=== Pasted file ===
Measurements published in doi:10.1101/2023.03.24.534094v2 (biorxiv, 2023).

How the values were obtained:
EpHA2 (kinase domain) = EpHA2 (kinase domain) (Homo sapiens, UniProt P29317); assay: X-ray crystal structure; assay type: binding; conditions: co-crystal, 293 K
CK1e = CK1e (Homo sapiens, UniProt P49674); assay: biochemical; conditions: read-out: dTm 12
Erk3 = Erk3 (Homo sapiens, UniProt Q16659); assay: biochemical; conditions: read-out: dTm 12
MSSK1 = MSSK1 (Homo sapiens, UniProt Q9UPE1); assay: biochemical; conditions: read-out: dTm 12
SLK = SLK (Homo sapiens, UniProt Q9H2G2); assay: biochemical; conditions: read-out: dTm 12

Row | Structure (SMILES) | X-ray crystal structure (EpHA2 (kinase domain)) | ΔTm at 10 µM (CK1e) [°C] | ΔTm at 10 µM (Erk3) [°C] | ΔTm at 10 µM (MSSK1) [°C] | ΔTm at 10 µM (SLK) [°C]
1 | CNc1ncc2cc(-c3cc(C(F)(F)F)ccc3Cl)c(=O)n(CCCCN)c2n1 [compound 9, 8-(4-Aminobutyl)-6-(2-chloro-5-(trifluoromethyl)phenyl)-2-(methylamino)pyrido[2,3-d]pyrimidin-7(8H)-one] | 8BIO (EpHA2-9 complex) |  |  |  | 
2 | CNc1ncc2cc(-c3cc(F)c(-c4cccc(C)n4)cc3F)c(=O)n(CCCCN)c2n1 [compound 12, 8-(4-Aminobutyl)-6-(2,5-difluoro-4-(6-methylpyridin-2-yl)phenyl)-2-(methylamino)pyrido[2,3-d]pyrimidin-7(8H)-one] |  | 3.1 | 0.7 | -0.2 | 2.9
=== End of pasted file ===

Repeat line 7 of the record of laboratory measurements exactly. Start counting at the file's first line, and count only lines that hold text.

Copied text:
SLK = SLK (Homo sapiens, UniProt Q9H2G2); assay: biochemical; conditions: read-out: dTm 12